Philosophical Quarterly 69 (276):445-466 (2019)

Authors
Servaas van der Berg
University of British Columbia (PhD)
Abstract
On a widely held view in aesthetics, appreciation requires disinterested attention. George Dickie famously criticized a version of this view championed by the aesthetic attitude theorists. I revisit his criticisms and extract an overlooked challenge for accounts that seek to characterize appreciative engagement in terms of distinctive motivation: at minimum, the motivational profile such accounts propose must make a difference to how appreciative episodes unfold over time. I then develop a proposal to meet this challenge by drawing an analogy between how attention is guided in appreciation and how practical action is guided in ‘striving play’—a mode of game play recently foregrounded in the philosophy of games. On the resulting account, appreciation involves an ‘inverted’ motivational structure: the appreciating agent's attention is guided by cognitive goals taken up instrumentally, for the sake of the cognitive activity that results from attending under the guidance of those goals.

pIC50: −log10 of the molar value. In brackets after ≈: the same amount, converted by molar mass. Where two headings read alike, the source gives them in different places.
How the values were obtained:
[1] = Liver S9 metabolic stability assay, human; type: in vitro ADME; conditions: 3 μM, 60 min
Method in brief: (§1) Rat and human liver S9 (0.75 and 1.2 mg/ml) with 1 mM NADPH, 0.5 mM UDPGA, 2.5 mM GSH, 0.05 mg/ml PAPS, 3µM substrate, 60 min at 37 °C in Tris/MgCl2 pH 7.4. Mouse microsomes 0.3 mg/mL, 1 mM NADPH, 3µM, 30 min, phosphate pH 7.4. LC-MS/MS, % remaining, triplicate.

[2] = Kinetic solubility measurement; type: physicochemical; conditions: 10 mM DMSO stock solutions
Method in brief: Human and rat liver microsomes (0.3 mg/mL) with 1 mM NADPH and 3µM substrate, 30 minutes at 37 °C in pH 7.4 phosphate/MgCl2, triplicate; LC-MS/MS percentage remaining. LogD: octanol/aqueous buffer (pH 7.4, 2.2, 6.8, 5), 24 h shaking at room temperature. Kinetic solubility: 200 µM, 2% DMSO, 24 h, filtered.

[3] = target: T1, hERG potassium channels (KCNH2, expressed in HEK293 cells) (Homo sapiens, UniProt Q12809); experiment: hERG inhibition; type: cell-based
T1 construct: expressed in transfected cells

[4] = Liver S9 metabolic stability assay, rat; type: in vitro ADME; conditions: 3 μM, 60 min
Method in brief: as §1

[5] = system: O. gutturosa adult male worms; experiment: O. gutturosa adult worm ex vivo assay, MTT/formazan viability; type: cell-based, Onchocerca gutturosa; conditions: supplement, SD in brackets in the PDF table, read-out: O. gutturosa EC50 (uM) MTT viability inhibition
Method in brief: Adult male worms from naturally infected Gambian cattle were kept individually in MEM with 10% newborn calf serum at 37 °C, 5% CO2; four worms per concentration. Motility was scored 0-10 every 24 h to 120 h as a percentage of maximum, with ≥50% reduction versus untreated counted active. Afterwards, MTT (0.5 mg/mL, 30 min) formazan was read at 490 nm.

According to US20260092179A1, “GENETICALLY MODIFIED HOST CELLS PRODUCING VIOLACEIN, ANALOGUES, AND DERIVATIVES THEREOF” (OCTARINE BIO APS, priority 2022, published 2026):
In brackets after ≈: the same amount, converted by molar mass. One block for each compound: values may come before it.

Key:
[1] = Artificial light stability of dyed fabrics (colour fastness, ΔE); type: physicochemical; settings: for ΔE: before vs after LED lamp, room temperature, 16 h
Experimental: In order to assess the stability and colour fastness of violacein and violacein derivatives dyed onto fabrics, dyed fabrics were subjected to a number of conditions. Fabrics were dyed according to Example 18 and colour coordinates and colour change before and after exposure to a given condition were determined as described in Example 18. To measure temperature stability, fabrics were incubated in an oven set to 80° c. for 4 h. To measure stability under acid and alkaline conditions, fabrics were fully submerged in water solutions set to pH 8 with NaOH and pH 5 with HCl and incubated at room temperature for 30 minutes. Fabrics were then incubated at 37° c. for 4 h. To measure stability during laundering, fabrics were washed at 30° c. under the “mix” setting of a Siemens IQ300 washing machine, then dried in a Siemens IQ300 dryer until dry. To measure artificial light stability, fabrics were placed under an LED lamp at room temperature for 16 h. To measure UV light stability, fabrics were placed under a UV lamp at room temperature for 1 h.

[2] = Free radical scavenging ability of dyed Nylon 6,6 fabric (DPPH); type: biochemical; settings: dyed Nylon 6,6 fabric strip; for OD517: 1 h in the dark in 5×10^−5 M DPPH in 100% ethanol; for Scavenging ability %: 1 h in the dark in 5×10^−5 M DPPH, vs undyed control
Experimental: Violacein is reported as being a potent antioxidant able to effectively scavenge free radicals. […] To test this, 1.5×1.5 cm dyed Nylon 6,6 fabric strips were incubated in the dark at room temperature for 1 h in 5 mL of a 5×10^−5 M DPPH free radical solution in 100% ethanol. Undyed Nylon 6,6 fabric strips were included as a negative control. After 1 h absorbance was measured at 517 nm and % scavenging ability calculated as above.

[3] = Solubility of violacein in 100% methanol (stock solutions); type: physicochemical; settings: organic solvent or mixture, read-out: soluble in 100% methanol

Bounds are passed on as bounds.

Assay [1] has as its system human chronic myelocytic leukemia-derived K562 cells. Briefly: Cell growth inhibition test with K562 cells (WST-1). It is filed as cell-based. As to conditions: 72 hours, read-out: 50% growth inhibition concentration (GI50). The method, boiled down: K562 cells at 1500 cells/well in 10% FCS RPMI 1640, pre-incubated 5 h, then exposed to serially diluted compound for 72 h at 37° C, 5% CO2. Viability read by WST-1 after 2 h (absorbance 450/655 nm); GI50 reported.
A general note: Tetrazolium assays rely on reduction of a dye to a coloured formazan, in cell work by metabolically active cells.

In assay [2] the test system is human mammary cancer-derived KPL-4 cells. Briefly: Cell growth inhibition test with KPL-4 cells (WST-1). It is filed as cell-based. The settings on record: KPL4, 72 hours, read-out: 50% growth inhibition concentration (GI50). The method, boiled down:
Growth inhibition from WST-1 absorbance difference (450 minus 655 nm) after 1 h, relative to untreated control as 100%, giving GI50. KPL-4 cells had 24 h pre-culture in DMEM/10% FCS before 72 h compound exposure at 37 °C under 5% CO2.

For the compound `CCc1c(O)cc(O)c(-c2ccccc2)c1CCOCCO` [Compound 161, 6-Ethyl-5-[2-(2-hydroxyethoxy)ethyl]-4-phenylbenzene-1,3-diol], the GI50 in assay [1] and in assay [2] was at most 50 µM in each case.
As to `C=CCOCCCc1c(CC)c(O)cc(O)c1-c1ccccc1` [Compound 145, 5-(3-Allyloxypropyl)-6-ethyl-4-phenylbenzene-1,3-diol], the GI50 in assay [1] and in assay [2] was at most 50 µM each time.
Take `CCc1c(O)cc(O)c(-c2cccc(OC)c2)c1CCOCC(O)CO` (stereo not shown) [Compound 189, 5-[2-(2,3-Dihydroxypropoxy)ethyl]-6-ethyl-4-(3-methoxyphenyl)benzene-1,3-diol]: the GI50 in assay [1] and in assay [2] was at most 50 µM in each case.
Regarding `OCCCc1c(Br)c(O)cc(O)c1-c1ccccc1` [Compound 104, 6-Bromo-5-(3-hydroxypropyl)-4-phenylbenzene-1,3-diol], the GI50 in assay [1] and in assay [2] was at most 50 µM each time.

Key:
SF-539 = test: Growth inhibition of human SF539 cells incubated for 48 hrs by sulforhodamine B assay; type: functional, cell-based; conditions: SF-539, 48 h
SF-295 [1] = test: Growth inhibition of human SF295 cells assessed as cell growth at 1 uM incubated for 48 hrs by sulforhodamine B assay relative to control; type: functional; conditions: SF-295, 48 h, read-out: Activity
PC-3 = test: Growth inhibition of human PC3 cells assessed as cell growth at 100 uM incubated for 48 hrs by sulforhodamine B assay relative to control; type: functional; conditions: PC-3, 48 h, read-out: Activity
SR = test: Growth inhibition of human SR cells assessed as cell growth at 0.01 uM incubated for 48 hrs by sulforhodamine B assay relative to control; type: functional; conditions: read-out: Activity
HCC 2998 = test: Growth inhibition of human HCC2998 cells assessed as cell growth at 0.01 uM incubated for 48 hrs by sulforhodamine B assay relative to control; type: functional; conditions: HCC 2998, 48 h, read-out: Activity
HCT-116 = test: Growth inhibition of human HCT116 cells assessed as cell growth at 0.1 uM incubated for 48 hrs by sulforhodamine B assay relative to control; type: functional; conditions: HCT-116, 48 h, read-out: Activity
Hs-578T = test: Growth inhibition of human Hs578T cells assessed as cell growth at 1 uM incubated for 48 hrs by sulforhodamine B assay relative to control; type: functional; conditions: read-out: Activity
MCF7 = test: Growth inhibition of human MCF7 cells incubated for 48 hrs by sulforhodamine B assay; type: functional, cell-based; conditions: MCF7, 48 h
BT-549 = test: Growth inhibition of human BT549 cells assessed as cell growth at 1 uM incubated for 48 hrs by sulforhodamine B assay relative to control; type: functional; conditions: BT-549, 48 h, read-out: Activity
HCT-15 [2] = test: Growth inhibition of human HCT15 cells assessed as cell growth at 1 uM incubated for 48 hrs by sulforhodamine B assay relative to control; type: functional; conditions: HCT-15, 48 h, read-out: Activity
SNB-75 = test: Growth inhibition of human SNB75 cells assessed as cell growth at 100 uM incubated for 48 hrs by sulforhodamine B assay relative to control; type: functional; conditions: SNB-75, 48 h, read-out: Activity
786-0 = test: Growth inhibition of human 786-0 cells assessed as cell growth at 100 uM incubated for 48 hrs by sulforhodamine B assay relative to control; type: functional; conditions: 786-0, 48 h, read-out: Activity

Keywords aesthetic attitude  disinterest  attention  goal-directed thought  game play
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DOI 10.1093/pq/pqz004
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References found in this work BETA

Actions, Reasons, and Causes.Donald Davidson - 1963 - Journal of Philosophy 60 (23):685.
Two Distinctions in Goodness.Christine M. Korsgaard - 1983 - Philosophical Review 92 (2):169-195.
The Problem of Action.Harry G. Frankfurt - 1978 - American Philosophical Quarterly 15 (2):157-162.
Fixing Reference.Imogen Dickie - 2015 - Oxford University Press.

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Citations of this work BETA

Autonomy and Aesthetic Engagement.C. Thi Nguyen - 2019 - Mind 129 (516):1127-1156.
The Aesthetic Engagement Theory of Art.Patrick Grafton-Cardwell - forthcoming - Ergo: An Open Access Journal of Philosophy.

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